More particularly, the seal plate 134 includes a groove 138 that extends continuously through the full perimeter of the seal plate 134 through its side walls as well as its end walls. Furthermore, the groove 138 is located vertically above the groove 124 and supportingly receives an O-ring seal 140 that engages the outer surface 118 of the panel 106 in line with the point of engagement between the O-ring seal 128 and the inner surface 116 of the panel 106 thereby to exert a clamping force therebetween. The pattern of the pores 112, 114 extends all the way to the outer edge 141 of the panel 106 and the opposed O-ring seals 128, 130 constitute a first seal barrier against leakage of air from the pressurizable space 66 outwardly along the support surface 120. The seal plate 134 has an undercut 142 along its inboard edge to accommodate the thickness of the test panel layers 108, 110 as best shown in FIG. 4. A seal surface 144 on the seal plate 134 extends to the outboard side on the undercut 142 completely around the full rectangular shape of the seal plate 134 and this seal surface 144 overlies the groove 126 with the O-ring seal 130 therein which presses against the seal surface 144 to define a second barrier against any flow leakage along the support surface 120 thereby to prevent small leakage of air through the pores which communicate with the perimeter of the test sheet. The O-ring seals 128, 130 and 140 are held in sealing engagement by a plurality of pressure applicators 146, each of which includes a base plate 148 fixedly secured by suitable means such as screws 150 to the cover 12 at spaced points therearound. The base 148 includes bifurcated arms 152, 154 thereon pivoted thereto by a pin 156. The bifurcated arms 152, 154 have a pin 158 directed therethrough secured to a two-sided clamp arm 160 with a threaded clamp screw 162 adjustably fixed on the end of clamp arm 160 by nuts 164, 166. A compression spring 168 is held between the nut 166 and a head 170 on the clamp screw 162 so that when the bifurcated arms 152, 154 are moved to the solid line position in FIG. 1, the arm 160 assumes an overtoggle position about pivot pin 172 through base 148 where compression spring 168 will produce a reaction through the head 170 against the upper surface of the seal plate at the point where the head 170 is in contact therewith to produce a solid downward pressure force against the seal plate 134 to assure that the O-ring seal components 128, 130, 140 will be positively compressed against the inner and outer surfaces 116, 118 of the test panel 106 to positively maintain the two pressure barriers against air leakage. It is important to provide such a positive seal to assure an extremely accurate measurement at very low flow rates through the porous metal of the test panel since even the smallest leaks can represent a significant source of error under low flow rates which are produced when a low pressure differential is present during the test operation.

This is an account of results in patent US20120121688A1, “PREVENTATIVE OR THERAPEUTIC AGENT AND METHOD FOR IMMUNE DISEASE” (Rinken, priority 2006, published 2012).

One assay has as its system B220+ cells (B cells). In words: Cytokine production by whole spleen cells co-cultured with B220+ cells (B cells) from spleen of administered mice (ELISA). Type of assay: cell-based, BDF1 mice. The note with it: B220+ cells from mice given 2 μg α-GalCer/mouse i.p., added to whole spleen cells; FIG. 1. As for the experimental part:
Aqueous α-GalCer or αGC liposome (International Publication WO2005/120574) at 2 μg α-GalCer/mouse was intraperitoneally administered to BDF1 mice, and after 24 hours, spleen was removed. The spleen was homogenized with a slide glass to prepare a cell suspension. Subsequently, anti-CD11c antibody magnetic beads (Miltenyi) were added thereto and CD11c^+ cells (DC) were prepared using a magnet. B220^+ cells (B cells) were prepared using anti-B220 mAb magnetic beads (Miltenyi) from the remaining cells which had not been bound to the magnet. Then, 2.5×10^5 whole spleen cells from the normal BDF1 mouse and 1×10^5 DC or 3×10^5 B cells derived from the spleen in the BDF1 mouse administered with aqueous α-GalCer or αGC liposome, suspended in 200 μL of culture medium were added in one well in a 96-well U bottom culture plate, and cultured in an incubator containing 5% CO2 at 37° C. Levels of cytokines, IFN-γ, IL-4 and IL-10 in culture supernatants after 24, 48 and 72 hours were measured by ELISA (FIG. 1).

A second embodiment of the present invention is illustrated at FIG. 5. It includes a channel-shaped resilient seal element 174 that engages the outer edge 176 and top and bottom surfaces 178, 180 of a test panel 182 of a fragment which is shown in FIG. 5. The resilient seal channel 174 is pressed together against the outer periphery of the test panel 182 by a seal plate 184 which has a hydraulic force 186 directed against the outer surface thereof to positively seal the resilient seal channel 174 against the upper surface 185 of a top 187 corresponding to the top 12 of a flow bench in FIGS. 1-4. In this arrangement, the test pressure maintained in a pressurizable space 188 corresponds to the pressurizable space 66 in the flow bench 10.

Another aspect of the invention in part is due to the fact that laminated porous metal for use in cooling gas turbine engine components can have a planar extent that bows or buckles when pressure is applied thereto. The result is a cantilever load effect operative at sealed perimeters of the panels 106, 182. Accordingly, in the present invention the seal plate 134 includes a pair of cross bars 189, 190 that are secured at their opposite ends to the seal plate at the segments 134c and 134d. Additionally, the bars 189, 190 are further reinforced by a plurality of transverse bars 192 with their opposite ends connected respectively to the seal plate segments 134a, 134b. The bars 192 are located below the cross bars 189, 190 and serve as a locater for a plurality of dependent pins 194, each of which includes a soft resilient tip 196 thereon engageable with the outer surface 118 of the test panel 106 as best seen in FIG. 3 to support the panel 106 at a plurality of spaced points throughout the middle third thereof along the lengths thereof to prevent buckling between the outer perimeter of the test panel 106 and the seals associated therewith thereby to prevent the seal being broken and a resultant small leakage of air flow from the pressurizable spaces 66 or 188 thereby to maintain a positive pressure differential and an accurately established flow rate across the test panel when it is clamped in place on the top 12 or the top 126.